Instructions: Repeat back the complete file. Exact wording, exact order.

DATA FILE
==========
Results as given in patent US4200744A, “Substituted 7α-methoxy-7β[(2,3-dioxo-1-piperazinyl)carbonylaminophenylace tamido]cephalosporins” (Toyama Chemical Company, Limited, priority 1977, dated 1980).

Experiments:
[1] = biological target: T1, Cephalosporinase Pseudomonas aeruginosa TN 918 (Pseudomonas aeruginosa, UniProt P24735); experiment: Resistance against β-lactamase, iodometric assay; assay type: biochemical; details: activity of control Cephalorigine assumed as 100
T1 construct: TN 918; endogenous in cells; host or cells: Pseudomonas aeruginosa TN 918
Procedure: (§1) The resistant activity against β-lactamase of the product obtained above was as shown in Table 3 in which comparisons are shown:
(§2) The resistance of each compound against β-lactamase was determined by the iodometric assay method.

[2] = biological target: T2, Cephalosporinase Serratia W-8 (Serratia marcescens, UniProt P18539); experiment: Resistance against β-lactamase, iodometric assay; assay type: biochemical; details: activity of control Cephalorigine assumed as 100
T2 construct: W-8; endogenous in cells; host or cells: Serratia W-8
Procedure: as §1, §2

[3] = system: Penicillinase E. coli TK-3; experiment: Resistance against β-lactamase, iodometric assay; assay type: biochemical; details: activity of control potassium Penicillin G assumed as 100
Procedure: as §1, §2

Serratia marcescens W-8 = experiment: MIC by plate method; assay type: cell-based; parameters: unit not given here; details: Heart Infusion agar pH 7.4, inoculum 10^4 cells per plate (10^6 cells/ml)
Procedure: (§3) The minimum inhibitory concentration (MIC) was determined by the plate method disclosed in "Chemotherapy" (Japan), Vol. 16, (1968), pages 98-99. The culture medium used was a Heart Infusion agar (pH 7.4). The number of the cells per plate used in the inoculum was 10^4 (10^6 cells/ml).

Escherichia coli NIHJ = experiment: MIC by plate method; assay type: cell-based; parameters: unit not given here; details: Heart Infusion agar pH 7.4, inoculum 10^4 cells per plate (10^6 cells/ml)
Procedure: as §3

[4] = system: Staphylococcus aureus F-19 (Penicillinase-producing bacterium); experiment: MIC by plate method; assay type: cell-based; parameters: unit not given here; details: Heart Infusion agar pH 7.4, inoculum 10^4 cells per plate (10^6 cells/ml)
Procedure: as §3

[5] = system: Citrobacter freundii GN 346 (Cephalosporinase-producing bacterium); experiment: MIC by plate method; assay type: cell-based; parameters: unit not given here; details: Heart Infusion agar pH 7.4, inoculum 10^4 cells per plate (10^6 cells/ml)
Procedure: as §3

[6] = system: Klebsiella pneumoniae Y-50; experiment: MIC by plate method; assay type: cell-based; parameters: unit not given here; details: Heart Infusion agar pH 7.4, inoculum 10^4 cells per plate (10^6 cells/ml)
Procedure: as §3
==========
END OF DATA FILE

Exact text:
Results as given in patent US4200744A, “Substituted 7α-methoxy-7β[(2,3-dioxo-1-piperazinyl)carbonylaminophenylace tamido]cephalosporins” (Toyama Chemical Company, Limited, priority 1977, dated 1980).

Experiments:
[1] = biological target: T1, Cephalosporinase Pseudomonas aeruginosa TN 918 (Pseudomonas aeruginosa, UniProt P24735); experiment: Resistance against β-lactamase, iodometric assay; assay type: biochemical; details: activity of control Cephalorigine assumed as 100
T1 construct: TN 918; endogenous in cells; host or cells: Pseudomonas aeruginosa TN 918
Procedure: (§1) The resistant activity against β-lactamase of the product obtained above was as shown in Table 3 in which comparisons are shown:
(§2) The resistance of each compound against β-lactamase was determined by the iodometric assay method.

[2] = biological target: T2, Cephalosporinase Serratia W-8 (Serratia marcescens, UniProt P18539); experiment: Resistance against β-lactamase, iodometric assay; assay type: biochemical; details: activity of control Cephalorigine assumed as 100
T2 construct: W-8; endogenous in cells; host or cells: Serratia W-8
Procedure: as §1, §2

[3] = system: Penicillinase E. coli TK-3; experiment: Resistance against β-lactamase, iodometric assay; assay type: biochemical; details: activity of control potassium Penicillin G assumed as 100
Procedure: as §1, §2

Serratia marcescens W-8 = experiment: MIC by plate method; assay type: cell-based; parameters: unit not given here; details: Heart Infusion agar pH 7.4, inoculum 10^4 cells per plate (10^6 cells/ml)
Procedure: (§3) The minimum inhibitory concentration (MIC) was determined by the plate method disclosed in "Chemotherapy" (Japan), Vol. 16, (1968), pages 98-99. The culture medium used was a Heart Infusion agar (pH 7.4). The number of the cells per plate used in the inoculum was 10^4 (10^6 cells/ml).

Escherichia coli NIHJ = experiment: MIC by plate method; assay type: cell-based; parameters: unit not given here; details: Heart Infusion agar pH 7.4, inoculum 10^4 cells per plate (10^6 cells/ml)
Procedure: as §3

[4] = system: Staphylococcus aureus F-19 (Penicillinase-producing bacterium); experiment: MIC by plate method; assay type: cell-based; parameters: unit not given here; details: Heart Infusion agar pH 7.4, inoculum 10^4 cells per plate (10^6 cells/ml)
Procedure: as §3

[5] = system: Citrobacter freundii GN 346 (Cephalosporinase-producing bacterium); experiment: MIC by plate method; assay type: cell-based; parameters: unit not given here; details: Heart Infusion agar pH 7.4, inoculum 10^4 cells per plate (10^6 cells/ml)
Procedure: as §3

[6] = system: Klebsiella pneumoniae Y-50; experiment: MIC by plate method; assay type: cell-based; parameters: unit not given here; details: Heart Infusion agar pH 7.4, inoculum 10^4 cells per plate (10^6 cells/ml)
Procedure: as §3